The $2 trillion dollar bailout passed by Congress — the CARES Act — is supposed to protect families and businesses struggling because of the COVID-19 pandemic.
The law also established an inspector general to ensure that corporations that access the $500 billion in CARES loans actually pay and retain their workers, rather than dole out executive bonuses or buy back stock. The idea was to protect vulnerable employees from being laid off.
President Trump has already stated that he won’t comply with the inspector general’s authority to oversee these loans. Bailed out airlines, for example, are telling their employees to expect layoffs, despite the law’s provisions.
Patients at bailed out hospitals, however, could be in even greater danger. That’s because the bill lacks virtually any accountability measures to protect them.
Nonprofit hospitals in particular, who are exempt from paying federal or local taxes in exchange for providing community benefit, have long been criticized by lawmakers for not doing their part to support healthy communities.
These hospitals also have a history of persecuting low-income patients for unpaid medical bills by garnishing their wages, placing a lien on their property for outstanding debt, or taking them to court.
Under the CARES Act, Secretary of the Health and Human Services Alex Azar has the power to disburse stimulus funds to hospitals. However, his plan for accountability is unclear. Secretary Azar should share his vision of accountability for hospitals that receive new federal funding.
Here’s my prescription.
As a condition for receiving funds from the CARES Act, Secretary Azar should prohibit hospitals from pursuing extreme debt collection measures against patients who are treated for COVID-19.
While IRS rules under the Affordable Care Act supposedly protect patients from these rapacious practices, the policy has gaps that leave America’s 30 million uninsured people particularly vulnerable to harsh forms of debt collection. And that number is certain to rise as unemployment skyrockets.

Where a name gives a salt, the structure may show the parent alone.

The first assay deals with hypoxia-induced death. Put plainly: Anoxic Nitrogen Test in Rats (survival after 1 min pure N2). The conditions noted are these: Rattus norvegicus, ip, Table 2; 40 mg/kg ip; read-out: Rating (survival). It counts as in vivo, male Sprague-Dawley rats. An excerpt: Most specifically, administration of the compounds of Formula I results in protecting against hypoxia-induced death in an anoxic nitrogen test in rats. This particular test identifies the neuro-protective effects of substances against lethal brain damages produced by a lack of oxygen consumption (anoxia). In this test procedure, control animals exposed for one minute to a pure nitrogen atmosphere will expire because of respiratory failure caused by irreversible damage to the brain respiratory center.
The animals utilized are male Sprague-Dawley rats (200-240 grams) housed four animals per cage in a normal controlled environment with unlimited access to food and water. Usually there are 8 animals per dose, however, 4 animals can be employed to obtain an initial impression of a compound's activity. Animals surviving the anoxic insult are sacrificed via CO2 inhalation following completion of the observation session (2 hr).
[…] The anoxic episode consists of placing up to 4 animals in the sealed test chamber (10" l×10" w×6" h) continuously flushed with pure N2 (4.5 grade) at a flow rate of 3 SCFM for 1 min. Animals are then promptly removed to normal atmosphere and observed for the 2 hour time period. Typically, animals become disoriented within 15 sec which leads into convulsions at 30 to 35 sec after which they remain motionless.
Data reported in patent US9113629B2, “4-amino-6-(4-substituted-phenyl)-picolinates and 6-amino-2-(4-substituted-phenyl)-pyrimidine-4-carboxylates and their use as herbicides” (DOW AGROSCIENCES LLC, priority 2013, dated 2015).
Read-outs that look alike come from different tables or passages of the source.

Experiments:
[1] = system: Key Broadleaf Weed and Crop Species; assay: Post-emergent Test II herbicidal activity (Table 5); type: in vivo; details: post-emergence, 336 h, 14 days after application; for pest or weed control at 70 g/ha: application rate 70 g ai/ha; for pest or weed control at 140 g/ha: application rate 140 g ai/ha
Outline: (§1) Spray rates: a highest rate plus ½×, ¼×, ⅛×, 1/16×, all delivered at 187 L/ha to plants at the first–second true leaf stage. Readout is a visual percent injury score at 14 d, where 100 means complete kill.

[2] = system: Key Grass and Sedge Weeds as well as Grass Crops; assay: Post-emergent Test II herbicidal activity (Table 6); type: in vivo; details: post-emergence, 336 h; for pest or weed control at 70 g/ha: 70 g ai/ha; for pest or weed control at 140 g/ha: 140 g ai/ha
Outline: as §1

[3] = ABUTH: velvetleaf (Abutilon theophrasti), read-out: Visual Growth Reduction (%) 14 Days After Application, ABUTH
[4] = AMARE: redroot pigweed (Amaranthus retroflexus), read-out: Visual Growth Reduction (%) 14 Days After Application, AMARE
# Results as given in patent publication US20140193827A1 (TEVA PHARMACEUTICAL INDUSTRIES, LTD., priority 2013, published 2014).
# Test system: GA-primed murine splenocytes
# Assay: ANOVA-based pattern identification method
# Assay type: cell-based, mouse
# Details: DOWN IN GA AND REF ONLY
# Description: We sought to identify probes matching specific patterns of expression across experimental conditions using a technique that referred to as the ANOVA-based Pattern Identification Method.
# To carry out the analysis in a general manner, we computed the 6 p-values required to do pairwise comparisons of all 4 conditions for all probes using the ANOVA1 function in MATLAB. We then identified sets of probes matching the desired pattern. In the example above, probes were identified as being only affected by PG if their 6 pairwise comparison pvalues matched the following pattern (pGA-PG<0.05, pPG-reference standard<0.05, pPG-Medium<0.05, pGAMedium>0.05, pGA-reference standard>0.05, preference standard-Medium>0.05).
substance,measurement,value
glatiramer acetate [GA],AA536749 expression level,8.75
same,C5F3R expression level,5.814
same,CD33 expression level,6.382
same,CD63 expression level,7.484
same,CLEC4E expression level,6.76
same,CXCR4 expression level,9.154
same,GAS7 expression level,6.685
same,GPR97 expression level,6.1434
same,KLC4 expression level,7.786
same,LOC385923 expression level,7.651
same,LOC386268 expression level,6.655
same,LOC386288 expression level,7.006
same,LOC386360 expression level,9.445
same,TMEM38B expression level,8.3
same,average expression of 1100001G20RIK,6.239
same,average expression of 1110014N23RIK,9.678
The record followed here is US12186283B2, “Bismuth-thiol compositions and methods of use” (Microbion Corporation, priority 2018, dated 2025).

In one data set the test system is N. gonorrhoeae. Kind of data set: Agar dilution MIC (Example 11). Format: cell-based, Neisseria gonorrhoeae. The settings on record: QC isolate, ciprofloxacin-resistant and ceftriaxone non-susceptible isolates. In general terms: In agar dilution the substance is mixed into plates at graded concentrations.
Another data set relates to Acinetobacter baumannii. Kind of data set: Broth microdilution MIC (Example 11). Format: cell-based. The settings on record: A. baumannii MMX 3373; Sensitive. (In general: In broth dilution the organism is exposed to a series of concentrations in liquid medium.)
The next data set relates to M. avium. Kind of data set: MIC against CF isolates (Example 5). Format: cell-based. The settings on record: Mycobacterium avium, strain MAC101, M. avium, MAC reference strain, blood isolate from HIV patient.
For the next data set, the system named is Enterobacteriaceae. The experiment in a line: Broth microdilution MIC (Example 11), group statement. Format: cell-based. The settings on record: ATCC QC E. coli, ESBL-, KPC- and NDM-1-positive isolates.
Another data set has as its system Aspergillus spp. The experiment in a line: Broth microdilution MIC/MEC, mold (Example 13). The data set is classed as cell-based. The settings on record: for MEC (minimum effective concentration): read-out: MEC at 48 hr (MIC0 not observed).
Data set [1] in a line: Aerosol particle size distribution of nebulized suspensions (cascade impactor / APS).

As a result, a stay in the hospital for COVID-19 could cost patients dearly. No family should have to worry about a hospital taking them to court as their loved one is connected to a ventilator.
Next, Azar should ensure that nonprofit hospitals that are bailed out commit to meaningful investments in community health.
To maintain their tax exemption, nonprofit hospitals are already required to invest in these efforts. These “community-benefit expenditures” can range from patient-focused spending, like providing free or discounted care, to community-focused spending on affordable housing for vulnerable populations, economic development, or child care programs.
However, hospitals spend much less on community-focused spending than they should, in part because the IRS fails to provide clear guidance to hospitals on how to show that these investments improve health. The administration should order the IRS to make their policy less burdensome in order to incentivize much needed community health investments.
To be sure, hospitals in need of funding should receive this critical assistance immediately. Their focus should be on saving lives, not on satisfying bureaucratic demands. But releasing unconditional, financial stimulus without adequate accountability measures in place is irresponsible — and could ultimately harm millions of vulnerable Americans.
We must demand that Secretary Azar uphold a higher standard of transparency and accountability than his boss.